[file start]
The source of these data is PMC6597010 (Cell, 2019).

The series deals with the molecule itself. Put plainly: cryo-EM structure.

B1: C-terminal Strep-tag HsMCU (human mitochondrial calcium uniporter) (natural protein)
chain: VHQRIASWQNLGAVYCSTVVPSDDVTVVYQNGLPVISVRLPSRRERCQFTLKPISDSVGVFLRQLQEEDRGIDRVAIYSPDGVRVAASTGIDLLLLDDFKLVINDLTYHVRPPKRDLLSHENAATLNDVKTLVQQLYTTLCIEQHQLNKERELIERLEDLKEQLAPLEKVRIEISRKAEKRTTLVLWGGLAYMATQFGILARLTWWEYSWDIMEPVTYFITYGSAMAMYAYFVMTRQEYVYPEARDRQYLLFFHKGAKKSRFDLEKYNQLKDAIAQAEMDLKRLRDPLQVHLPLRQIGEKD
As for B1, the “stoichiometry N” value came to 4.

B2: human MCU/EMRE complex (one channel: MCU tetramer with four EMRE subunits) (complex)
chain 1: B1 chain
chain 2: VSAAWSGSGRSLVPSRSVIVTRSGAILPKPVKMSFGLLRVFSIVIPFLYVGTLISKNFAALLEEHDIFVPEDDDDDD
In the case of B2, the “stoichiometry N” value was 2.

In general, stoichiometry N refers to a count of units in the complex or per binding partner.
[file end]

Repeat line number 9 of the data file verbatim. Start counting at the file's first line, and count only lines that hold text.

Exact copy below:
In the case of B2, the “stoichiometry N” value was 2.